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scavenger

[skav-in-jer] /ˈskæv ɪn dʒər/
noun
1.
an animal or other organism that feeds on dead organic matter.
2.
a person who searches through and collects items from discarded material.
3.
a street cleaner.
4.
Chemistry. a chemical that consumes or renders inactive the impurities in a mixture.
Origin
1520-1530
1520-30; earlier scavager < Anglo-French scawageour, equivalent to (e)scawage inspection (escaw(er) to inspect < Middle Dutch schauwen to look at (cognate with show) + -age -age) + -eour -or2
Dictionary.com Unabridged
Based on the Random House Dictionary, © Random House, Inc. 2014.
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Examples from the web for scavengers
  • The swine that ran at large in the streets, practically the only scavengers, were banished.
  • The carnivores, in turn, lured other predators and scavengers.
  • Goats and buffaloes graze amid the reeking mounds, and thousands of scavengers comb the site, looking for items of value.
  • Most of the scavengers had closed shoes and some kind of headwear, but only a few wore rubber boots and gloves.
  • Stone tools gave humans an advantage: they no longer needed to compete with scavengers.
  • However, they shared features common to both full-time scavengers and predators, causing debate about how they subsisted.
  • Crows are scavengers, and they'll take whatever food they can get.
  • Spotted hyenas are sometimes portrayed as cowardly scavengers, always laughing, always up to some kind of mischief.
  • Beside predators that the hawk would have to watch out for, there are scavengers and opportunistic scavengers to watch out for.
  • And unlike modern condors, it was no mere scavengers.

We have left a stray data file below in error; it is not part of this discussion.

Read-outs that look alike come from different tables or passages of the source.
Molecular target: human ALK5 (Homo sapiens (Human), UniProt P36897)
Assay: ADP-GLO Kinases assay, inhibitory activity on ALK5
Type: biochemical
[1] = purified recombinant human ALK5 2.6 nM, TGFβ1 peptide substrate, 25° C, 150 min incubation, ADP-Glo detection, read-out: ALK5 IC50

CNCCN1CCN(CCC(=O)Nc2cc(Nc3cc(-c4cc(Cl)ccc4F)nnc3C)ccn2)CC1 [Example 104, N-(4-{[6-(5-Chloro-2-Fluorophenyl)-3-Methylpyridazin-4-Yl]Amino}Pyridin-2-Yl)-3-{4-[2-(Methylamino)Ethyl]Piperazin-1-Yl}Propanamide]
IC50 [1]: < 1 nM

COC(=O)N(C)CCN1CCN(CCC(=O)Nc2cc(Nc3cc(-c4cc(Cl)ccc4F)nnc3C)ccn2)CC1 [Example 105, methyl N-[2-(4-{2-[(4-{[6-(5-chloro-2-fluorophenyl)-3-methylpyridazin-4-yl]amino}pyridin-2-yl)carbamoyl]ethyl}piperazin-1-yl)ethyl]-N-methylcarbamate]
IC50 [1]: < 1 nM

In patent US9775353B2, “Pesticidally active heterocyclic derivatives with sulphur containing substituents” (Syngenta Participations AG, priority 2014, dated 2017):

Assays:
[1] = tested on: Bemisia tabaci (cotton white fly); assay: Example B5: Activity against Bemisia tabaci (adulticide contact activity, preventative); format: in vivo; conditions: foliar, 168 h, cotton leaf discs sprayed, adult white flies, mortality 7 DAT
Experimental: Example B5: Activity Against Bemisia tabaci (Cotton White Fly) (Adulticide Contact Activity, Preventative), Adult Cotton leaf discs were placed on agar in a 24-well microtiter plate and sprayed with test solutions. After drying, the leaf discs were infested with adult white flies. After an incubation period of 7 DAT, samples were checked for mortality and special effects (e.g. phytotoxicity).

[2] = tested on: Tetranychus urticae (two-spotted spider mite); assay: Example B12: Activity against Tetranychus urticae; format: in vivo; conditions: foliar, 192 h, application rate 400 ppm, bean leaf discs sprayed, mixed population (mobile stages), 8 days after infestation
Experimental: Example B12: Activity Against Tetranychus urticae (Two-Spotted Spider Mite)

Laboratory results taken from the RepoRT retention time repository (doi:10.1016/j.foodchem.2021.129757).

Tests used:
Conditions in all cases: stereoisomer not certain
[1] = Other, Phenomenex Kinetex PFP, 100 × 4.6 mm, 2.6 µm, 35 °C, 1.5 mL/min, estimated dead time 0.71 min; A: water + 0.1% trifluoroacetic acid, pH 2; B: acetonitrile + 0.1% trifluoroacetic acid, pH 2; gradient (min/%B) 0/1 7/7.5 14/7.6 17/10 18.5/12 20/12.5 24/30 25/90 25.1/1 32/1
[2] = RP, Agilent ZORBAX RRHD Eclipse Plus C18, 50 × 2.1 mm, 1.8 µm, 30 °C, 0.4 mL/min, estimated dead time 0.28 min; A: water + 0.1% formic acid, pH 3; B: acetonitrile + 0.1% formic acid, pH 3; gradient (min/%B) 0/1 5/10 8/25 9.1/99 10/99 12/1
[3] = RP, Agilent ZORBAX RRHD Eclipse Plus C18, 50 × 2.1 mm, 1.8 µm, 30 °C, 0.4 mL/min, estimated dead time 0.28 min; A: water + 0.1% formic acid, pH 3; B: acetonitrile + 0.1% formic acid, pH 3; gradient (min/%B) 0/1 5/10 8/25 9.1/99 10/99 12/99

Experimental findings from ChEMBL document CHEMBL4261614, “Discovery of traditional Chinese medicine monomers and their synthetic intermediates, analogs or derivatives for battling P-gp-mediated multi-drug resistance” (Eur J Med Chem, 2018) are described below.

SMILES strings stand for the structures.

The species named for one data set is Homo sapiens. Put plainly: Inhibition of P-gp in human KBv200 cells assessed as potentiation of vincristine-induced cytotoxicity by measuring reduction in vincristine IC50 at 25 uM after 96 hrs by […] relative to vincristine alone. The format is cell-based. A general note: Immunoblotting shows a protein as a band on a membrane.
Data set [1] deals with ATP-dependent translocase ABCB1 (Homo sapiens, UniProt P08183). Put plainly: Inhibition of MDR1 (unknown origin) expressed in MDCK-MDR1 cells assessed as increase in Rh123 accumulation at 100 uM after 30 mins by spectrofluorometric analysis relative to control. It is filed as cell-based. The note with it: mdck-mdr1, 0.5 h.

British Dictionary definitions for scavengers

scavenger

/ˈskævɪndʒə/
noun
1.
a person who collects things discarded by others
2.
any animal that feeds on decaying organic matter, esp on refuse
3.
a substance added to a chemical reaction or mixture to counteract the effect of impurities
4.
a person employed to clean the streets
Derived Forms
scavengery, noun
Word Origin
C16: from Anglo-Norman scawager, from Old Norman French escauwage examination, from escauwer to scrutinize, of Germanic origin; related to Flemish scauwen
Collins English Dictionary - Complete & Unabridged 2012 Digital Edition
© William Collins Sons & Co. Ltd. 1979, 1986 © HarperCollins
Publishers 1998, 2000, 2003, 2005, 2006, 2007, 2009, 2012
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Word Origin and History for scavengers

scavenger

n.

1540s, originally "person hired to remove refuse from streets," from Middle English scawageour (late 14c.), London official in charge of collecting tax on goods sold by foreign merchants, from Anglo-French scawager, from scawage "toll or duty on goods offered for sale in one's precinct" (c.1400), from Old North French escauwage "inspection," from a Germanic source (cf. Old High German scouwon, Old English sceawian "to look at, inspect;" see show (v.)).

It has come to be regarded as an agent noun in -er, but the verb is a late back-formation from the noun. With intrusive -n- (c.1500) as in harbinger, passenger, messenger. Extended to animals 1590s. Scavenger hunt is attested from 1937.

Online Etymology Dictionary, © 2010 Douglas Harper
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scavengers in Science
scavenger
  (skāv'ən-jər)   
An animal that feeds on dead organisms, especially a carnivorous animal that eats dead animals rather than or in addition to hunting live prey. Vultures, hyenas, and wolves are scavengers.
The American Heritage® Science Dictionary
Copyright © 2002. Published by Houghton Mifflin. All rights reserved.
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Encyclopedia Article for scavengers

scavenger

animal that feeds partly or wholly on the bodies of dead animals. Many invertebrates, such as carrion beetles, live almost entirely on decomposing animal matter. The burying beetles actually enter the dead bodies of small animals before feeding on them underground

Learn more about scavenger with a free trial on Britannica.com
Encyclopedia Britannica, 2008. Encyclopedia Britannica Online.
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